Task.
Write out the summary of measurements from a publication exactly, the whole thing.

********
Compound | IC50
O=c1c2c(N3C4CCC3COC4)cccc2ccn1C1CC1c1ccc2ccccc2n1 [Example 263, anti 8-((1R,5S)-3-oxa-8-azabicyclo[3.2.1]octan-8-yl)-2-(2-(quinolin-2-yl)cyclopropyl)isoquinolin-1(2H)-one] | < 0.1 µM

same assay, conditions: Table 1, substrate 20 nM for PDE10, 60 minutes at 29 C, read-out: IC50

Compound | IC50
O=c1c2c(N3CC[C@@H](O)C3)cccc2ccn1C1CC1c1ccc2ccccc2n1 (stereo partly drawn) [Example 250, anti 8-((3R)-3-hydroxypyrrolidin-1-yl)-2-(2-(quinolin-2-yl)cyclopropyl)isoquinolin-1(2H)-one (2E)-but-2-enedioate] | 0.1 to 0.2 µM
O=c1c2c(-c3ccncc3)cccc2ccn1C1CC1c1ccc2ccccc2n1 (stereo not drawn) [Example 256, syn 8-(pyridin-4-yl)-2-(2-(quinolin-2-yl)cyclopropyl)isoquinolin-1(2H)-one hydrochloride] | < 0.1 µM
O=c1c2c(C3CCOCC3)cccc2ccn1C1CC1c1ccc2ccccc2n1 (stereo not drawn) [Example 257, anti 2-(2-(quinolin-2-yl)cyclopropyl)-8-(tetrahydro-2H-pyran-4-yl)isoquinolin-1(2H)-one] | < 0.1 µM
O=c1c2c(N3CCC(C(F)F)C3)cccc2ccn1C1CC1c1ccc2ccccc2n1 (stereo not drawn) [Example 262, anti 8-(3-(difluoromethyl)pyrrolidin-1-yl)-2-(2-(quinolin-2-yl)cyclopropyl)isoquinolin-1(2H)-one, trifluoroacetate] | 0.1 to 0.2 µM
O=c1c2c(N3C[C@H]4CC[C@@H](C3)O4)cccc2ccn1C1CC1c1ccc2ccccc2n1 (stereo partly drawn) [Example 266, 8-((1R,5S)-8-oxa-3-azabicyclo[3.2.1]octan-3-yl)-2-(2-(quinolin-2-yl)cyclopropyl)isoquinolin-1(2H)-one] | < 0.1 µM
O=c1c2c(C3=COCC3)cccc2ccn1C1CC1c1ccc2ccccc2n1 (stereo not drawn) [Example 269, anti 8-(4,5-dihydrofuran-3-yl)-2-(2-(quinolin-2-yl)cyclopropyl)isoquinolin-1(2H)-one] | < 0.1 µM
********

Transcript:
Compound | IC50
O=c1c2c(N3C4CCC3COC4)cccc2ccn1C1CC1c1ccc2ccccc2n1 [Example 263, anti 8-((1R,5S)-3-oxa-8-azabicyclo[3.2.1]octan-8-yl)-2-(2-(quinolin-2-yl)cyclopropyl)isoquinolin-1(2H)-one] | < 0.1 µM

same assay, conditions: Table 1, substrate 20 nM for PDE10, 60 minutes at 29 C, read-out: IC50

Compound | IC50
O=c1c2c(N3CC[C@@H](O)C3)cccc2ccn1C1CC1c1ccc2ccccc2n1 (stereo partly drawn) [Example 250, anti 8-((3R)-3-hydroxypyrrolidin-1-yl)-2-(2-(quinolin-2-yl)cyclopropyl)isoquinolin-1(2H)-one (2E)-but-2-enedioate] | 0.1 to 0.2 µM
O=c1c2c(-c3ccncc3)cccc2ccn1C1CC1c1ccc2ccccc2n1 (stereo not drawn) [Example 256, syn 8-(pyridin-4-yl)-2-(2-(quinolin-2-yl)cyclopropyl)isoquinolin-1(2H)-one hydrochloride] | < 0.1 µM
O=c1c2c(C3CCOCC3)cccc2ccn1C1CC1c1ccc2ccccc2n1 (stereo not drawn) [Example 257, anti 2-(2-(quinolin-2-yl)cyclopropyl)-8-(tetrahydro-2H-pyran-4-yl)isoquinolin-1(2H)-one] | < 0.1 µM
O=c1c2c(N3CCC(C(F)F)C3)cccc2ccn1C1CC1c1ccc2ccccc2n1 (stereo not drawn) [Example 262, anti 8-(3-(difluoromethyl)pyrrolidin-1-yl)-2-(2-(quinolin-2-yl)cyclopropyl)isoquinolin-1(2H)-one, trifluoroacetate] | 0.1 to 0.2 µM
O=c1c2c(N3C[C@H]4CC[C@@H](C3)O4)cccc2ccn1C1CC1c1ccc2ccccc2n1 (stereo partly drawn) [Example 266, 8-((1R,5S)-8-oxa-3-azabicyclo[3.2.1]octan-3-yl)-2-(2-(quinolin-2-yl)cyclopropyl)isoquinolin-1(2H)-one] | < 0.1 µM
O=c1c2c(C3=COCC3)cccc2ccn1C1CC1c1ccc2ccccc2n1 (stereo not drawn) [Example 269, anti 8-(4,5-dihydrofuran-3-yl)-2-(2-(quinolin-2-yl)cyclopropyl)isoquinolin-1(2H)-one] | < 0.1 µM